There are lots of advantages to an asynchronous working culture, which allows people to work when they’re most productive and improves wellbeing. However, it’s still a relatively new way of working, and as our latest report in partnership with GitLab revealed, it’s not always straightforward to make the change.
The research found that the two main barriers center around the culture of an organization and the use of technology. To help organizations overcome these barriers, Qatalog and GitLab put together a guide with practical tips to go async-first.
Download the guide here - or check out the 12 recommendations below.
How to build an asynchronous culture:
- Communicate proactively
The first step in the process is to talk to your employees and explain why you’re making a transition to a new way of working. Tell them about the benefits you expect to see, both in terms of business performance and staff wellbeing. Alongside this, you should also communicate the types of work that should be done asynchronously vs. synchronously, while giving each team some flexibility to set their own guidelines.
- Focus on output
Asynchronous working is about moving away from measuring time spent working, to measuring output and value creation. To align this with your culture, set clear objectives and deadlines, and let people manage their own time to achieve them. This allows everyone to focus on getting their work done, rather than presenteeism. It’s critical this is reflected in reward and recognition schemes.
- Model the behaviors
No matter what it says in the guidelines, employees will always take cues from their managers when deciding how they should work and what is expected of them. To affect change, leadership and line managers need to lead by example and model the behavior they want to see. This might not be easy if you are used to working in a certain way, so discuss it together and try to identify potential barriers, so that these can be tackled collectively.
- Set expectations early
Talent acquisition is time intensive for all involved, so you want to get it right the first time. To reduce the chance of bad hires, clearly outline the way you work as a company in your job descriptions and discuss it during the hiring process to ensure new joiners know what to expect and are comfortable working in this way.
- Hold people accountable
Culture doesn’t work if it’s just words on the page and there will inevitably be some people who either don’t want to change the way they work, or find it difficult. In these scenarios, as hard as the conversation might be, you need to hold people accountable to your company values and agreed ways of working, from new hires up to the C-suite.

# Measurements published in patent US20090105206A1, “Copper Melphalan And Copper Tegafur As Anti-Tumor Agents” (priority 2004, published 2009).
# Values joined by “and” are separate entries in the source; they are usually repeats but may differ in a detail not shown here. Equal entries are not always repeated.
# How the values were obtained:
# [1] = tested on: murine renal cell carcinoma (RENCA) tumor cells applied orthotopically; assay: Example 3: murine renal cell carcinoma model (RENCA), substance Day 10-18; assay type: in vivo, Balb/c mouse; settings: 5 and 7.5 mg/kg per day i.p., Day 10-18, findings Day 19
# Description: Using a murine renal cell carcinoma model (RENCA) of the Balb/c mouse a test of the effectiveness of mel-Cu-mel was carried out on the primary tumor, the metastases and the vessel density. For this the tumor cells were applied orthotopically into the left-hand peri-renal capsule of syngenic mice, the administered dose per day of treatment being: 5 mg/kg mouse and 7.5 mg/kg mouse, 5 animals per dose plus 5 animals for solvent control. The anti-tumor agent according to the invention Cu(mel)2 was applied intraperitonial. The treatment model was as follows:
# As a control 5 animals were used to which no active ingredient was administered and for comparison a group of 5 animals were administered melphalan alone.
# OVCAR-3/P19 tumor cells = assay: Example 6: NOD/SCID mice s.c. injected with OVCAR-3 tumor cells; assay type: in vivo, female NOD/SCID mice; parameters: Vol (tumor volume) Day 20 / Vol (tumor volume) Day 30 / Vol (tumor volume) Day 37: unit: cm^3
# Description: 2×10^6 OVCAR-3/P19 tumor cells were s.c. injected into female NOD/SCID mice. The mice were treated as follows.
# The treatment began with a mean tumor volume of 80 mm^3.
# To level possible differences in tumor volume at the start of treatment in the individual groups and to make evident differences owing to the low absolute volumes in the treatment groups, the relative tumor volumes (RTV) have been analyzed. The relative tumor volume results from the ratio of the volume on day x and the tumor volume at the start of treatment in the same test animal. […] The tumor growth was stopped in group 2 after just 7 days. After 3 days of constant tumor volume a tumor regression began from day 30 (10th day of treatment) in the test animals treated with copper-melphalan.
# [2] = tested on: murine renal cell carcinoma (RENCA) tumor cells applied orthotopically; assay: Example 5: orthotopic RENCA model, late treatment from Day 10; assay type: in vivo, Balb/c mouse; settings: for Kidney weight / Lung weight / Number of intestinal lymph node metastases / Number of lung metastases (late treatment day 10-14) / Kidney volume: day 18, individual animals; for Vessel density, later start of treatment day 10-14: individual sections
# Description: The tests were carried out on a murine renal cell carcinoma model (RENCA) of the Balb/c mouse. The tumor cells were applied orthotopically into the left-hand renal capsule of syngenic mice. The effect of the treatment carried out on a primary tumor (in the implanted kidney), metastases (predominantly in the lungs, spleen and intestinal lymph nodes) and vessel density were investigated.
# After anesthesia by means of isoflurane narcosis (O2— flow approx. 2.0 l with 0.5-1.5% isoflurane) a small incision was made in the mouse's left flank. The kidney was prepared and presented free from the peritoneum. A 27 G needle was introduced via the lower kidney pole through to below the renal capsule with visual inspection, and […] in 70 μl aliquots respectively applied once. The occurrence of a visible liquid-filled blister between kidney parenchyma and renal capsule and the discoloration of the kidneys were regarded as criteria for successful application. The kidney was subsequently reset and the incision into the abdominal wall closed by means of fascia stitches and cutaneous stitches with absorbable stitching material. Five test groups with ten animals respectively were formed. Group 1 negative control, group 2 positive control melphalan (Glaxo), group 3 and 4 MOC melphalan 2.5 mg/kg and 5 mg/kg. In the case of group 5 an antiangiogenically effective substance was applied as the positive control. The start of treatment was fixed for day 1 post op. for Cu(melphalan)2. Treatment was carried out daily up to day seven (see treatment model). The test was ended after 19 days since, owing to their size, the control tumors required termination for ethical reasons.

- Be deliberate
In many organizations, meetings are the default mode of communication when decisions need to be made or a progress update is required. For async to work, synchronous communication should be used sparingly and deliberately for specific use cases. This might be for consolidating work that’s already been done, or for social activities.
How to get asynchronous technology right:
- Create guidelines
To avoid digital presenteeism, you need to set clear guidelines. These should include expectations for the different technology and tooling you use (e.g. response times) and specify whether each one should be used asynchronously or not, and in what situations. This helps to avoid situations
- Minimize distractions
There are plenty of tools out there, but not all are right for async. Where possible, choose tools that genuinely support asynchronous work and aim to minimize unnecessary distractions and interruptions.
- Take ownership
The default settings for most productive software are designed to keep users constantly engaged, to the detriment of their productivity. Encourage and empower employees to take more ownership of their tech and empower them to disable or modify notifications. To help speed up this process, make sure line managers ask their team if and how they have done this, to ensure they feel comfortable making the changes.
- Documentation is key
Documenting everything is key to building async workplaces that are scalable and don’t collapse under pressure. Ensure employees know how to properly document their work and decision-making, so that knowledge and context aren’t lost. Templates and examples of documentation done well can help people understand what they should be aiming for.
- Make information accessible
Utilize tools that make information and processes visible and accessible (asynchronously) to as many people as possible. The aim should be to minimize or even eliminate the need to ping someone to find a document or get status updates. This becomes even more important for distributed teams across multiple time zones, as otherwise work can quickly become blocked.
- Optimize offices
Many organizations use a hybrid model, which can make async harder. For those with office space, ensure you create an environment that provides space for focused work, not just open floor plans, which can often be distracting.